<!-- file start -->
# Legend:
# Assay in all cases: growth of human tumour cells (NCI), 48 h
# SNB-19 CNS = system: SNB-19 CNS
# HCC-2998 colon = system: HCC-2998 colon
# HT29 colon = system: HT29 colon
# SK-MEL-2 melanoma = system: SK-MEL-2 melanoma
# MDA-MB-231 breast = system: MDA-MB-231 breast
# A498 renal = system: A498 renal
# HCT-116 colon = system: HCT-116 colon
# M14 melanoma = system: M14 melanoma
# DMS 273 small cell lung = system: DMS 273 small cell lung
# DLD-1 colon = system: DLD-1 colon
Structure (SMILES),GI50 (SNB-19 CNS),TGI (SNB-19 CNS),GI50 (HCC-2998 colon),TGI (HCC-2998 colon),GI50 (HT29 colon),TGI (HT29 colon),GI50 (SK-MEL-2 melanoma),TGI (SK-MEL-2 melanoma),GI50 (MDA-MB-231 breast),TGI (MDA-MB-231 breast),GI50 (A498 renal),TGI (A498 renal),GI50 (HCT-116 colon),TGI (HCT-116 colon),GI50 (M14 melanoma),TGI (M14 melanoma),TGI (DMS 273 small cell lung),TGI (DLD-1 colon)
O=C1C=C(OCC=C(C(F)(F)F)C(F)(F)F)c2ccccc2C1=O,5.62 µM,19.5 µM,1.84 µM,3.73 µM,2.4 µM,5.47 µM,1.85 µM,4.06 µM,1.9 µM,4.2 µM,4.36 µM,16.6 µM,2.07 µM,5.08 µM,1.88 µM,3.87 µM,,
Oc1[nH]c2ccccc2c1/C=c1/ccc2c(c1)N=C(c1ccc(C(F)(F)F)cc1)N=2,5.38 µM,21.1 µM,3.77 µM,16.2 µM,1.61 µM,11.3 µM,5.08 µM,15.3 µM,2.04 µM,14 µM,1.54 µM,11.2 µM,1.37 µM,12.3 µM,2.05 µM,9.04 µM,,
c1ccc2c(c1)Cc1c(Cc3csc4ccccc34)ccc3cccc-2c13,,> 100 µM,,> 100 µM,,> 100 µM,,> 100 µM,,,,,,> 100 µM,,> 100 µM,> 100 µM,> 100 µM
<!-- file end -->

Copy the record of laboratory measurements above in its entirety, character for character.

# Legend:
# Assay in all cases: growth of human tumour cells (NCI), 48 h
# SNB-19 CNS = system: SNB-19 CNS
# HCC-2998 colon = system: HCC-2998 colon
# HT29 colon = system: HT29 colon
# SK-MEL-2 melanoma = system: SK-MEL-2 melanoma
# MDA-MB-231 breast = system: MDA-MB-231 breast
# A498 renal = system: A498 renal
# HCT-116 colon = system: HCT-116 colon
# M14 melanoma = system: M14 melanoma
# DMS 273 small cell lung = system: DMS 273 small cell lung
# DLD-1 colon = system: DLD-1 colon
Structure (SMILES),GI50 (SNB-19 CNS),TGI (SNB-19 CNS),GI50 (HCC-2998 colon),TGI (HCC-2998 colon),GI50 (HT29 colon),TGI (HT29 colon),GI50 (SK-MEL-2 melanoma),TGI (SK-MEL-2 melanoma),GI50 (MDA-MB-231 breast),TGI (MDA-MB-231 breast),GI50 (A498 renal),TGI (A498 renal),GI50 (HCT-116 colon),TGI (HCT-116 colon),GI50 (M14 melanoma),TGI (M14 melanoma),TGI (DMS 273 small cell lung),TGI (DLD-1 colon)
O=C1C=C(OCC=C(C(F)(F)F)C(F)(F)F)c2ccccc2C1=O,5.62 µM,19.5 µM,1.84 µM,3.73 µM,2.4 µM,5.47 µM,1.85 µM,4.06 µM,1.9 µM,4.2 µM,4.36 µM,16.6 µM,2.07 µM,5.08 µM,1.88 µM,3.87 µM,,
Oc1[nH]c2ccccc2c1/C=c1/ccc2c(c1)N=C(c1ccc(C(F)(F)F)cc1)N=2,5.38 µM,21.1 µM,3.77 µM,16.2 µM,1.61 µM,11.3 µM,5.08 µM,15.3 µM,2.04 µM,14 µM,1.54 µM,11.2 µM,1.37 µM,12.3 µM,2.05 µM,9.04 µM,,
c1ccc2c(c1)Cc1c(Cc3csc4ccccc34)ccc3cccc-2c13,,> 100 µM,,> 100 µM,,> 100 µM,,> 100 µM,,,,,,> 100 µM,,> 100 µM,> 100 µM,> 100 µM